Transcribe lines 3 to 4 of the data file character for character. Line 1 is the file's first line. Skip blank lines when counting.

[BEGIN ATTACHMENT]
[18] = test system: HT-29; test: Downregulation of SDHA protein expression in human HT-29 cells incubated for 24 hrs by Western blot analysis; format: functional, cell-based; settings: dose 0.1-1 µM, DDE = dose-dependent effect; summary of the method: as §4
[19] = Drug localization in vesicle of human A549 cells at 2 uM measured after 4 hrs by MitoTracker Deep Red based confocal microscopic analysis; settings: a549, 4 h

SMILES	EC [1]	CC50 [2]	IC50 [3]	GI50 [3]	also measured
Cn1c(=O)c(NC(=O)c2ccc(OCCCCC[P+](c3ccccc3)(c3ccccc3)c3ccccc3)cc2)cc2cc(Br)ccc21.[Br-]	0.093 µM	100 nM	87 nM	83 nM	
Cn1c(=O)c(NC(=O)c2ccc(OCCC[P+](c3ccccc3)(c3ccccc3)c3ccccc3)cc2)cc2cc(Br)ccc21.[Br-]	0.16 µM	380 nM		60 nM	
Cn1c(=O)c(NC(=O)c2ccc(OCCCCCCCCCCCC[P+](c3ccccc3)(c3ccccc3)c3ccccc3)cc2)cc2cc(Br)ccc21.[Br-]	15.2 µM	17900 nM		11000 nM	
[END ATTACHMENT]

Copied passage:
SMILES	EC [1]	CC50 [2]	IC50 [3]	GI50 [3]	also measured
Cn1c(=O)c(NC(=O)c2ccc(OCCCCC[P+](c3ccccc3)(c3ccccc3)c3ccccc3)cc2)cc2cc(Br)ccc21.[Br-]	0.093 µM	100 nM	87 nM	83 nM	